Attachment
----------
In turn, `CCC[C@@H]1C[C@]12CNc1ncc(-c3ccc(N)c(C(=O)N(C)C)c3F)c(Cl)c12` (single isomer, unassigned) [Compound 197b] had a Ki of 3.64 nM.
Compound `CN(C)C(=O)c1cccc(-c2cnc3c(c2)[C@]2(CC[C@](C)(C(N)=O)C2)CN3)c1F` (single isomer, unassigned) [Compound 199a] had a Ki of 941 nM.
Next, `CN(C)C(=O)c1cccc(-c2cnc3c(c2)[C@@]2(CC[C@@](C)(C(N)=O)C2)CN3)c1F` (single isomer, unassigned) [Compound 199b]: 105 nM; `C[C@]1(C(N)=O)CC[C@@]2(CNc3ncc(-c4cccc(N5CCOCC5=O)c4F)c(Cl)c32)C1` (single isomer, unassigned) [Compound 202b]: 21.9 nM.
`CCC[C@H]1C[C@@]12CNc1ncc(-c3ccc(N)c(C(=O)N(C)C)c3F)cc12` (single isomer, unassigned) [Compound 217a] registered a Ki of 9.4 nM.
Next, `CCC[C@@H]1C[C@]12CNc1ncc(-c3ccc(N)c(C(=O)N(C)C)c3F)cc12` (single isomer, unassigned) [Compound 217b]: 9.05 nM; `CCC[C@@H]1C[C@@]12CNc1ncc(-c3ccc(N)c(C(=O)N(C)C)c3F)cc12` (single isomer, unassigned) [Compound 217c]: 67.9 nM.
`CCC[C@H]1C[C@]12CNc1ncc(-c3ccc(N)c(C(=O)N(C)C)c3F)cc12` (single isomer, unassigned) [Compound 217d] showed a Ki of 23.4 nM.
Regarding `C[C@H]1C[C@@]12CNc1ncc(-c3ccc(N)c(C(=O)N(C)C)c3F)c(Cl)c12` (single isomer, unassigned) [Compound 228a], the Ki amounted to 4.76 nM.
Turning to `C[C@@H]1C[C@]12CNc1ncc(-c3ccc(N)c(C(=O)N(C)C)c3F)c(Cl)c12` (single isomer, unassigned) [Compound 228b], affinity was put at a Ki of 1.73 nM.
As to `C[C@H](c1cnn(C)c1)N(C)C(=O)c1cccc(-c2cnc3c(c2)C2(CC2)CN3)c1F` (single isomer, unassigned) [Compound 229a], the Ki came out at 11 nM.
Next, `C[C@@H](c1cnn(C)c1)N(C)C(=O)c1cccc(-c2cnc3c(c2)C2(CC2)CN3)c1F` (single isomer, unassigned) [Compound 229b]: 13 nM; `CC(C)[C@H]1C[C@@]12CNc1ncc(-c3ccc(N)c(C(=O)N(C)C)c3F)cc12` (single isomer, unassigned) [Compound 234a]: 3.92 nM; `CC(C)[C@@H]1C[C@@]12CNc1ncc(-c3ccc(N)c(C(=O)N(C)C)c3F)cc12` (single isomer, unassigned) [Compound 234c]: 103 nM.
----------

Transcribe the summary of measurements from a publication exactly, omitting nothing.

In turn, `CCC[C@@H]1C[C@]12CNc1ncc(-c3ccc(N)c(C(=O)N(C)C)c3F)c(Cl)c12` (single isomer, unassigned) [Compound 197b] had a Ki of 3.64 nM.
Compound `CN(C)C(=O)c1cccc(-c2cnc3c(c2)[C@]2(CC[C@](C)(C(N)=O)C2)CN3)c1F` (single isomer, unassigned) [Compound 199a] had a Ki of 941 nM.
Next, `CN(C)C(=O)c1cccc(-c2cnc3c(c2)[C@@]2(CC[C@@](C)(C(N)=O)C2)CN3)c1F` (single isomer, unassigned) [Compound 199b]: 105 nM; `C[C@]1(C(N)=O)CC[C@@]2(CNc3ncc(-c4cccc(N5CCOCC5=O)c4F)c(Cl)c32)C1` (single isomer, unassigned) [Compound 202b]: 21.9 nM.
`CCC[C@H]1C[C@@]12CNc1ncc(-c3ccc(N)c(C(=O)N(C)C)c3F)cc12` (single isomer, unassigned) [Compound 217a] registered a Ki of 9.4 nM.
Next, `CCC[C@@H]1C[C@]12CNc1ncc(-c3ccc(N)c(C(=O)N(C)C)c3F)cc12` (single isomer, unassigned) [Compound 217b]: 9.05 nM; `CCC[C@@H]1C[C@@]12CNc1ncc(-c3ccc(N)c(C(=O)N(C)C)c3F)cc12` (single isomer, unassigned) [Compound 217c]: 67.9 nM.
`CCC[C@H]1C[C@]12CNc1ncc(-c3ccc(N)c(C(=O)N(C)C)c3F)cc12` (single isomer, unassigned) [Compound 217d] showed a Ki of 23.4 nM.
Regarding `C[C@H]1C[C@@]12CNc1ncc(-c3ccc(N)c(C(=O)N(C)C)c3F)c(Cl)c12` (single isomer, unassigned) [Compound 228a], the Ki amounted to 4.76 nM.
Turning to `C[C@@H]1C[C@]12CNc1ncc(-c3ccc(N)c(C(=O)N(C)C)c3F)c(Cl)c12` (single isomer, unassigned) [Compound 228b], affinity was put at a Ki of 1.73 nM.
As to `C[C@H](c1cnn(C)c1)N(C)C(=O)c1cccc(-c2cnc3c(c2)C2(CC2)CN3)c1F` (single isomer, unassigned) [Compound 229a], the Ki came out at 11 nM.
Next, `C[C@@H](c1cnn(C)c1)N(C)C(=O)c1cccc(-c2cnc3c(c2)C2(CC2)CN3)c1F` (single isomer, unassigned) [Compound 229b]: 13 nM; `CC(C)[C@H]1C[C@@]12CNc1ncc(-c3ccc(N)c(C(=O)N(C)C)c3F)cc12` (single isomer, unassigned) [Compound 234a]: 3.92 nM; `CC(C)[C@@H]1C[C@@]12CNc1ncc(-c3ccc(N)c(C(=O)N(C)C)c3F)cc12` (single isomer, unassigned) [Compound 234c]: 103 nM.